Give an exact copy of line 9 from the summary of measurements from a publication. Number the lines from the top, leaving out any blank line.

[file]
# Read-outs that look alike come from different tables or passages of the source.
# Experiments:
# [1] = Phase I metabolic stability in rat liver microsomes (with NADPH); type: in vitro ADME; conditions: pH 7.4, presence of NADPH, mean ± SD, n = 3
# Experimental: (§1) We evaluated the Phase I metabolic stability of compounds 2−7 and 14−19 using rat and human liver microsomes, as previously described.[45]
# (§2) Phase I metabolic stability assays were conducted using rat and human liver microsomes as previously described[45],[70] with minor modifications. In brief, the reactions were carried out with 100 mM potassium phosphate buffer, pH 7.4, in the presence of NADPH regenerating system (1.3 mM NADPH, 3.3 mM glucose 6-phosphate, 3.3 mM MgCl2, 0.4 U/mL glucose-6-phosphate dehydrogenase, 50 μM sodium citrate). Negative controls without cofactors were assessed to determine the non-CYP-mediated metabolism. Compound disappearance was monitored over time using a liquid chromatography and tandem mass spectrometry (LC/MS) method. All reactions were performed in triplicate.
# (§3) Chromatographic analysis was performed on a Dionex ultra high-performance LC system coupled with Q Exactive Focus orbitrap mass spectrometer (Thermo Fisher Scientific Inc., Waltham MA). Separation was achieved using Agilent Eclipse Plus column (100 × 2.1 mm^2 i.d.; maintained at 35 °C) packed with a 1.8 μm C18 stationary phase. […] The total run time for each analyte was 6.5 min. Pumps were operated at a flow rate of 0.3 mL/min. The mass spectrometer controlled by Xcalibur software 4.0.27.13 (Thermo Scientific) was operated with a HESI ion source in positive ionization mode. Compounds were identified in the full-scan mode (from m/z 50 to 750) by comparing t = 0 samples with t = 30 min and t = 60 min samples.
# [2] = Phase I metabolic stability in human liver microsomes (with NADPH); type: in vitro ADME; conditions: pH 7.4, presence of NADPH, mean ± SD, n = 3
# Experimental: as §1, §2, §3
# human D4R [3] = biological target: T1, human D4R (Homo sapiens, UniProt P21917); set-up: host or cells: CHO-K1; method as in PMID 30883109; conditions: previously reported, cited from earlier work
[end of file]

# human D4R [3] = biological target: T1, human D4R (Homo sapiens, UniProt P21917); set-up: host or cells: CHO-K1; method as in PMID 30883109; conditions: previously reported, cited from earlier work